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Here Are All The Licensed Crypto Services Providers in Singapore

Date Posted: 19 August, 2022

On January 14, 2019, the Singapore Parliament passed its comprehensive Payment Services Act (PS Act), replacing the former Payment Systems Oversight Act and Money-Changing and Remittance Businesses Act to broaden the scope of regulated payment activities to include emerging trends and industries like digital assets and cryptocurrencies.

The legislation, which aims to provide regulatory certainty and consumer safeguards in relation to payments activities, all the while encouraging innovation and growth of payment services and fintech, regulates seven services: account issuance, domestic money transfers, cross-border money transfers, merchant acquisition services, e-money issuance, money-changing, and so-called digital payment token (DPT) services.

It also lays out a modular licensing framework comprising three different license classes. Each license allows the holder to conduct multiple specific payment services. The Money-Changing Licence allows businesses to conduct money-changing services; the Standard Payment Institution Licence allows them to conduct multiple payment services below specified thresholds; and the Major Payment Institution Licence allows businesses to conduct multiple payment services without any limits on transaction volume or float.

Since the PS Act came into effect on January 28, 2020, the Monetary Authority of Singapore (MAS) has received over 580 applications for payments services licenses and completed review of more than half of them, MAS board member Alvin Tan said on April 4, 2022.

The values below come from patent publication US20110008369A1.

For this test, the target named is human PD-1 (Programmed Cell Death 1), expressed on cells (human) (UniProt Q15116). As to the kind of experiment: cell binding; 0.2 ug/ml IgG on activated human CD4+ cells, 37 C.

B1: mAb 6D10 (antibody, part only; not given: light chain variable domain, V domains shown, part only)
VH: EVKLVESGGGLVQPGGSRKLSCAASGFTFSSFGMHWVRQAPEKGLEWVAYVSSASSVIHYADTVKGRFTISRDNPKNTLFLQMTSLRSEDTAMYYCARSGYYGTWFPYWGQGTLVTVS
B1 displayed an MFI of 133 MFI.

87 applications had been approved, 11 rejected, and 147 entities withdrew their applications. Around 179 entities remained exempted from licensing and still awaited regulatory review.

Data from MAS’ Financial Institutions Directory show that, as of August 01, 2022, 231 Money-Changing, 13 Standard Payment Institution, and 175 Major Payment Institution licenses had been issued. Of these, only ten companies were permitted to provide DPT services. In addition, desk research suggest that at least four companies have so far received in-principle approval for either a Standard or Major Payment Institution license.

These figures suggest that despite early claims that a clear regulatory framework would provide a solid foundation for Singapore to consolidate its position as Asia’s crypto hub and allow the nation to see the emergence of a thriving crypto sector, the rules have actually weeded out an awful lot of startups, among which Binance and Huobi.

Further highlighting Singapore’s changing stance towards crypto businesses, several new rules have been introduced this year, which forbid DPT service providers to promote their services to the general public, and require crypto service providers in the city-state which only do business overseas to be licensed regardless.

More regulations are set to hit the market in the coming months, including rules governing retail participation and the use of leverage in crypto investing, Tharman Shanmugaratnam, Senior Minister and Minister in charge of MAS, wrote in a statement to the Parliament on July 04, 2022.

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